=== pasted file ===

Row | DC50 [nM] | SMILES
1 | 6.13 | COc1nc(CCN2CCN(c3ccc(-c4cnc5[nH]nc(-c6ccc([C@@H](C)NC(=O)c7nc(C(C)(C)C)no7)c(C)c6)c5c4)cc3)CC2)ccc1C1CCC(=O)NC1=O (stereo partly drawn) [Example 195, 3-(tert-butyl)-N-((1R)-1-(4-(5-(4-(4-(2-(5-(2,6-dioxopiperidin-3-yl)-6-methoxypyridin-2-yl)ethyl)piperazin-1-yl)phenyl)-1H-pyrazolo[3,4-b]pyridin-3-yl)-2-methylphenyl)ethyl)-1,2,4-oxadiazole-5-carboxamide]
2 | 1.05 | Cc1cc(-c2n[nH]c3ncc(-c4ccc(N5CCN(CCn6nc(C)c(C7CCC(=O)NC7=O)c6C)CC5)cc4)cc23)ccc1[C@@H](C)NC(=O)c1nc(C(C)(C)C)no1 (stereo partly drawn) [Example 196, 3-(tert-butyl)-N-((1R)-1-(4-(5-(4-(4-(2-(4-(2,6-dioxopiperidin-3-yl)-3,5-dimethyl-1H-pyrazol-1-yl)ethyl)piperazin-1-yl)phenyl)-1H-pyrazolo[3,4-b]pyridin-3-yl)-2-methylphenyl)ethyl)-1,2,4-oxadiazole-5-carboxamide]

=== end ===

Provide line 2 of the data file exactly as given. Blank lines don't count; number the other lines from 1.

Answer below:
1 | 6.13 | COc1nc(CCN2CCN(c3ccc(-c4cnc5[nH]nc(-c6ccc([C@@H](C)NC(=O)c7nc(C(C)(C)C)no7)c(C)c6)c5c4)cc3)CC2)ccc1C1CCC(=O)NC1=O (stereo partly drawn) [Example 195, 3-(tert-butyl)-N-((1R)-1-(4-(5-(4-(4-(2-(5-(2,6-dioxopiperidin-3-yl)-6-methoxypyridin-2-yl)ethyl)piperazin-1-yl)phenyl)-1H-pyrazolo[3,4-b]pyridin-3-yl)-2-methylphenyl)ethyl)-1,2,4-oxadiazole-5-carboxamide]